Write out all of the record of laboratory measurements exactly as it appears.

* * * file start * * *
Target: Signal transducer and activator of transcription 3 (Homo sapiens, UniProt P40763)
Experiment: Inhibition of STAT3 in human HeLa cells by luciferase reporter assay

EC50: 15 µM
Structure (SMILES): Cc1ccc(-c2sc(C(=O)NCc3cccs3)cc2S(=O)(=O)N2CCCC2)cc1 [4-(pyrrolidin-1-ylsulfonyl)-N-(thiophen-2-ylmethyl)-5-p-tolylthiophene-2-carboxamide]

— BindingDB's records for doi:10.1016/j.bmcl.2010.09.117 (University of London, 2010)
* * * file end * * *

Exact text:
Target: Signal transducer and activator of transcription 3 (Homo sapiens, UniProt P40763)
Experiment: Inhibition of STAT3 in human HeLa cells by luciferase reporter assay

EC50: 15 µM
Structure (SMILES): Cc1ccc(-c2sc(C(=O)NCc3cccs3)cc2S(=O)(=O)N2CCCC2)cc1 [4-(pyrrolidin-1-ylsulfonyl)-N-(thiophen-2-ylmethyl)-5-p-tolylthiophene-2-carboxamide]

— BindingDB's records for doi:10.1016/j.bmcl.2010.09.117 (University of London, 2010)